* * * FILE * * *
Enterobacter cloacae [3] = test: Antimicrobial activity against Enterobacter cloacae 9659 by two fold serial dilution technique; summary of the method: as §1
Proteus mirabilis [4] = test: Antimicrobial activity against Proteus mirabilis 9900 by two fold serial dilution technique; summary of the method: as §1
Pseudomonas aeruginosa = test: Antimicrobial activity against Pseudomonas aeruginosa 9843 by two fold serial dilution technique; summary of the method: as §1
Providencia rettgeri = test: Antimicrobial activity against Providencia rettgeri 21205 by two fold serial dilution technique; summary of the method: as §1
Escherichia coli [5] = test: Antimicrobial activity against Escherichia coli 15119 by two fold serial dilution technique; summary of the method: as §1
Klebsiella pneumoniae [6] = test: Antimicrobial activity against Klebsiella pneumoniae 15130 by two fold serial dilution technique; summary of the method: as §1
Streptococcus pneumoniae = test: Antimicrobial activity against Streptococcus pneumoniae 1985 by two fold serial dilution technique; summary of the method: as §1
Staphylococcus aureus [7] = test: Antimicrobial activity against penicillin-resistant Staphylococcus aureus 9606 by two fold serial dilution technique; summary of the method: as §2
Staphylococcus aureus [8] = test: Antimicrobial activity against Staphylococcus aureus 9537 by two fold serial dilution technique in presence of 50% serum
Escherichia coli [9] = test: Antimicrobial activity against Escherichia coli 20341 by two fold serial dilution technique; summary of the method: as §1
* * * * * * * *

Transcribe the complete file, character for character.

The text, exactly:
Enterobacter cloacae [3] = test: Antimicrobial activity against Enterobacter cloacae 9659 by two fold serial dilution technique; summary of the method: as §1
Proteus mirabilis [4] = test: Antimicrobial activity against Proteus mirabilis 9900 by two fold serial dilution technique; summary of the method: as §1
Pseudomonas aeruginosa = test: Antimicrobial activity against Pseudomonas aeruginosa 9843 by two fold serial dilution technique; summary of the method: as §1
Providencia rettgeri = test: Antimicrobial activity against Providencia rettgeri 21205 by two fold serial dilution technique; summary of the method: as §1
Escherichia coli [5] = test: Antimicrobial activity against Escherichia coli 15119 by two fold serial dilution technique; summary of the method: as §1
Klebsiella pneumoniae [6] = test: Antimicrobial activity against Klebsiella pneumoniae 15130 by two fold serial dilution technique; summary of the method: as §1
Streptococcus pneumoniae = test: Antimicrobial activity against Streptococcus pneumoniae 1985 by two fold serial dilution technique; summary of the method: as §1
Staphylococcus aureus [7] = test: Antimicrobial activity against penicillin-resistant Staphylococcus aureus 9606 by two fold serial dilution technique; summary of the method: as §2
Staphylococcus aureus [8] = test: Antimicrobial activity against Staphylococcus aureus 9537 by two fold serial dilution technique in presence of 50% serum
Escherichia coli [9] = test: Antimicrobial activity against Escherichia coli 20341 by two fold serial dilution technique; summary of the method: as §1